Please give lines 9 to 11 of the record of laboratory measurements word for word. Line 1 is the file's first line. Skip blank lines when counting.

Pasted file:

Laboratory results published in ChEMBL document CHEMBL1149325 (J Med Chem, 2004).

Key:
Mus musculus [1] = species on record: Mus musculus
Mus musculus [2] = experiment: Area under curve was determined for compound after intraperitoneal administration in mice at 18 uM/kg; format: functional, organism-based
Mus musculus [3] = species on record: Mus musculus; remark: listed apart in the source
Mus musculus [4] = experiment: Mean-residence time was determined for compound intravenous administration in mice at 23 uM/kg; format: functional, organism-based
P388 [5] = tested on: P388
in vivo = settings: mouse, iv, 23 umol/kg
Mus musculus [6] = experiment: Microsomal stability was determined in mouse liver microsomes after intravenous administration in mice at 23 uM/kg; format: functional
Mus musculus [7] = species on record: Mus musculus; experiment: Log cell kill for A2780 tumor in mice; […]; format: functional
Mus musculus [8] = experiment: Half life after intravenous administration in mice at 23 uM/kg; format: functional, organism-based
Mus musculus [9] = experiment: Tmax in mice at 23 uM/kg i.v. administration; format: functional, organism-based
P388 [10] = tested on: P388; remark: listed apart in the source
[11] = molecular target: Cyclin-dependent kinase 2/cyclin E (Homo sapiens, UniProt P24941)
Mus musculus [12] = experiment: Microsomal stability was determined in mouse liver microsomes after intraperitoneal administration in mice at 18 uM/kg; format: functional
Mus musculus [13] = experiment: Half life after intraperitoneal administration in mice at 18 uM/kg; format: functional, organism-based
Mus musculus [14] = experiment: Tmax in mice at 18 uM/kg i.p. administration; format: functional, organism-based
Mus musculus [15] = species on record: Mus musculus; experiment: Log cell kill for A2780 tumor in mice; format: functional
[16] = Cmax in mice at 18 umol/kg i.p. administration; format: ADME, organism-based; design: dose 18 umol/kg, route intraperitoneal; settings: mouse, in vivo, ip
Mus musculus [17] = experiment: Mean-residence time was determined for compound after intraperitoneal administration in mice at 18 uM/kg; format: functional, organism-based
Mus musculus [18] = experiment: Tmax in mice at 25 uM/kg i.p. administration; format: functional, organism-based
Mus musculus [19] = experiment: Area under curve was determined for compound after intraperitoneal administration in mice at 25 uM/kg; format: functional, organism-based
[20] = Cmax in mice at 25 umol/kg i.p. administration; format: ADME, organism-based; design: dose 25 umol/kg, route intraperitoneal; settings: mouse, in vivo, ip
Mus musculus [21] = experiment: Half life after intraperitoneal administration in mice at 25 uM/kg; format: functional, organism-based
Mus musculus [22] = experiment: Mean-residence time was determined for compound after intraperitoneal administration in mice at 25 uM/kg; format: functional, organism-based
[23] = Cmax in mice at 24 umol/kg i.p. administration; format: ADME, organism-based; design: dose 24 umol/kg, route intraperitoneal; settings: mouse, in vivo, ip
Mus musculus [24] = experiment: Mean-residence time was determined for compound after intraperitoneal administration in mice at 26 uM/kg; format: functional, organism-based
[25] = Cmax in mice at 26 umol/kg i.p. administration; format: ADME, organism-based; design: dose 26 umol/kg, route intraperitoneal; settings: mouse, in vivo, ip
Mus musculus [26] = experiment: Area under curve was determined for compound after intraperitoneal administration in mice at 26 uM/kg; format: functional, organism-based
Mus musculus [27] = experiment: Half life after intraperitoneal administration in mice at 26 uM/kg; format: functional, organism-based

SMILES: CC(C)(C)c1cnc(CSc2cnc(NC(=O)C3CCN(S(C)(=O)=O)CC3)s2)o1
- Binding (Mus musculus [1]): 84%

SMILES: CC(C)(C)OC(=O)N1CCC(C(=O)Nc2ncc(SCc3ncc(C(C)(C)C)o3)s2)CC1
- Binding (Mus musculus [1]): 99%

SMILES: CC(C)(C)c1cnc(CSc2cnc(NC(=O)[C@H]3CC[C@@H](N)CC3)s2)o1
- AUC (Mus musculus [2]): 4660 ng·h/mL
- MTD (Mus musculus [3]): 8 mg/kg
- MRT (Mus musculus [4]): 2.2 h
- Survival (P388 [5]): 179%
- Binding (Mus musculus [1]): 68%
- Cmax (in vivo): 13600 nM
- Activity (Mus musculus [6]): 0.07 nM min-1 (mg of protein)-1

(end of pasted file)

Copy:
Mus musculus [6] = experiment: Microsomal stability was determined in mouse liver microsomes after intravenous administration in mice at 23 uM/kg; format: functional
Mus musculus [7] = species on record: Mus musculus; experiment: Log cell kill for A2780 tumor in mice; […]; format: functional
Mus musculus [8] = experiment: Half life after intravenous administration in mice at 23 uM/kg; format: functional, organism-based